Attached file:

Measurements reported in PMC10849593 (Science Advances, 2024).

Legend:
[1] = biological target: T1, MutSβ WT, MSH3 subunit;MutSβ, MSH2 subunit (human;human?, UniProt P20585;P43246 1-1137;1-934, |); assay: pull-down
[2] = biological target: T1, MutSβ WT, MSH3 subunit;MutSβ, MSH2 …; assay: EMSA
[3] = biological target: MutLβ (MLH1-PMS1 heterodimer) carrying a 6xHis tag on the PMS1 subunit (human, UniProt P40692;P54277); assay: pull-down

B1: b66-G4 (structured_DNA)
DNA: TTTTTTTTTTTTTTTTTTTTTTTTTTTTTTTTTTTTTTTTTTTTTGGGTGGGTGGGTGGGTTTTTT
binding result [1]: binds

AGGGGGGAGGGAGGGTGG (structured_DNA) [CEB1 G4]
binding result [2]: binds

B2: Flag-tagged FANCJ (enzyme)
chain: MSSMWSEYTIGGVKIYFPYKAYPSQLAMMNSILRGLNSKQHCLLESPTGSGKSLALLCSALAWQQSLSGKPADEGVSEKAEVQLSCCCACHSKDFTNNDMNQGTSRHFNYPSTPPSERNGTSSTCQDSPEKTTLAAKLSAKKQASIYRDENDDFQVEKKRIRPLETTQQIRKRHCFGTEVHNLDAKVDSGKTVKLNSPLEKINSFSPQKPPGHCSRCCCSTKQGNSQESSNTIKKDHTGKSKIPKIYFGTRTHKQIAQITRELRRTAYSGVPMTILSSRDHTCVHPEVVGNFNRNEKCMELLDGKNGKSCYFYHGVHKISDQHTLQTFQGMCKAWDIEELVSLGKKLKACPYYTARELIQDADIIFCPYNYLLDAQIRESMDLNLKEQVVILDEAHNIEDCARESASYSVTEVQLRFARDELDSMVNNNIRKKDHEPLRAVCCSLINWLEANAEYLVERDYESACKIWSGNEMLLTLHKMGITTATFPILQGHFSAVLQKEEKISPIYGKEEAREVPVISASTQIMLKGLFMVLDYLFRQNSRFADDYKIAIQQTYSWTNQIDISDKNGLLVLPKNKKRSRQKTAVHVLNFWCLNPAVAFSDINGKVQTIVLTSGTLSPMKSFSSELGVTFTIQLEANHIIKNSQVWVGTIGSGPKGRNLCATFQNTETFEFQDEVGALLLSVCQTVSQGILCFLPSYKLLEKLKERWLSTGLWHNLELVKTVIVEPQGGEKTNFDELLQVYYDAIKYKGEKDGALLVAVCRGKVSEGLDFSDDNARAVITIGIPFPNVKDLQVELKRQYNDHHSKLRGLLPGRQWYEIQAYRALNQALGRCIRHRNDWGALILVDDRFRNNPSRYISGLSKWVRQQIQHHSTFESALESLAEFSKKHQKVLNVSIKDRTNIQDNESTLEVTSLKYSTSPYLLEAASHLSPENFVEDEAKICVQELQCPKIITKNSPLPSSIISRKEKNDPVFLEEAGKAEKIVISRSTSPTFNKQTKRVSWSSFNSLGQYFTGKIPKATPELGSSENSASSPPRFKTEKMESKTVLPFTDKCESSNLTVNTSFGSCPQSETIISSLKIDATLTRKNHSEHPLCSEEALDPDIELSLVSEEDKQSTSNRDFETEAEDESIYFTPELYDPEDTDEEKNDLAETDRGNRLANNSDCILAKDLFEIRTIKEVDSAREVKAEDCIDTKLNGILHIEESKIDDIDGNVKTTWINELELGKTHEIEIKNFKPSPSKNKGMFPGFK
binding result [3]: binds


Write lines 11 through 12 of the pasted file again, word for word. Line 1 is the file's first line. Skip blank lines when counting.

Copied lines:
B2: Flag-tagged FANCJ (enzyme)
chain: MSSMWSEYTIGGVKIYFPYKAYPSQLAMMNSILRGLNSKQHCLLESPTGSGKSLALLCSALAWQQSLSGKPADEGVSEKAEVQLSCCCACHSKDFTNNDMNQGTSRHFNYPSTPPSERNGTSSTCQDSPEKTTLAAKLSAKKQASIYRDENDDFQVEKKRIRPLETTQQIRKRHCFGTEVHNLDAKVDSGKTVKLNSPLEKINSFSPQKPPGHCSRCCCSTKQGNSQESSNTIKKDHTGKSKIPKIYFGTRTHKQIAQITRELRRTAYSGVPMTILSSRDHTCVHPEVVGNFNRNEKCMELLDGKNGKSCYFYHGVHKISDQHTLQTFQGMCKAWDIEELVSLGKKLKACPYYTARELIQDADIIFCPYNYLLDAQIRESMDLNLKEQVVILDEAHNIEDCARESASYSVTEVQLRFARDELDSMVNNNIRKKDHEPLRAVCCSLINWLEANAEYLVERDYESACKIWSGNEMLLTLHKMGITTATFPILQGHFSAVLQKEEKISPIYGKEEAREVPVISASTQIMLKGLFMVLDYLFRQNSRFADDYKIAIQQTYSWTNQIDISDKNGLLVLPKNKKRSRQKTAVHVLNFWCLNPAVAFSDINGKVQTIVLTSGTLSPMKSFSSELGVTFTIQLEANHIIKNSQVWVGTIGSGPKGRNLCATFQNTETFEFQDEVGALLLSVCQTVSQGILCFLPSYKLLEKLKERWLSTGLWHNLELVKTVIVEPQGGEKTNFDELLQVYYDAIKYKGEKDGALLVAVCRGKVSEGLDFSDDNARAVITIGIPFPNVKDLQVELKRQYNDHHSKLRGLLPGRQWYEIQAYRALNQALGRCIRHRNDWGALILVDDRFRNNPSRYISGLSKWVRQQIQHHSTFESALESLAEFSKKHQKVLNVSIKDRTNIQDNESTLEVTSLKYSTSPYLLEAASHLSPENFVEDEAKICVQELQCPKIITKNSPLPSSIISRKEKNDPVFLEEAGKAEKIVISRSTSPTFNKQTKRVSWSSFNSLGQYFTGKIPKATPELGSSENSASSPPRFKTEKMESKTVLPFTDKCESSNLTVNTSFGSCPQSETIISSLKIDATLTRKNHSEHPLCSEEALDPDIELSLVSEEDKQSTSNRDFETEAEDESIYFTPELYDPEDTDEEKNDLAETDRGNRLANNSDCILAKDLFEIRTIKEVDSAREVKAEDCIDTKLNGILHIEESKIDDIDGNVKTTWINELELGKTHEIEIKNFKPSPSKNKGMFPGFK